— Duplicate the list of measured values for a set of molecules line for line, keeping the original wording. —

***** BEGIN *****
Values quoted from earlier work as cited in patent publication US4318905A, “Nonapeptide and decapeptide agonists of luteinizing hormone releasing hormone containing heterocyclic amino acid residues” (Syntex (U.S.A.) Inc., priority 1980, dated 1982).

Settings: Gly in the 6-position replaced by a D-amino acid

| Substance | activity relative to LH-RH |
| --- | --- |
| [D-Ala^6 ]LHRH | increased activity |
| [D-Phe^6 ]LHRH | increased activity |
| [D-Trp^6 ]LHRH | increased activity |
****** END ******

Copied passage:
Values quoted from earlier work as cited in patent publication US4318905A, “Nonapeptide and decapeptide agonists of luteinizing hormone releasing hormone containing heterocyclic amino acid residues” (Syntex (U.S.A.) Inc., priority 1980, dated 1982).

Settings: Gly in the 6-position replaced by a D-amino acid

| Substance | activity relative to LH-RH |
| --- | --- |
| [D-Ala^6 ]LHRH | increased activity |
| [D-Phe^6 ]LHRH | increased activity |
| [D-Trp^6 ]LHRH | increased activity |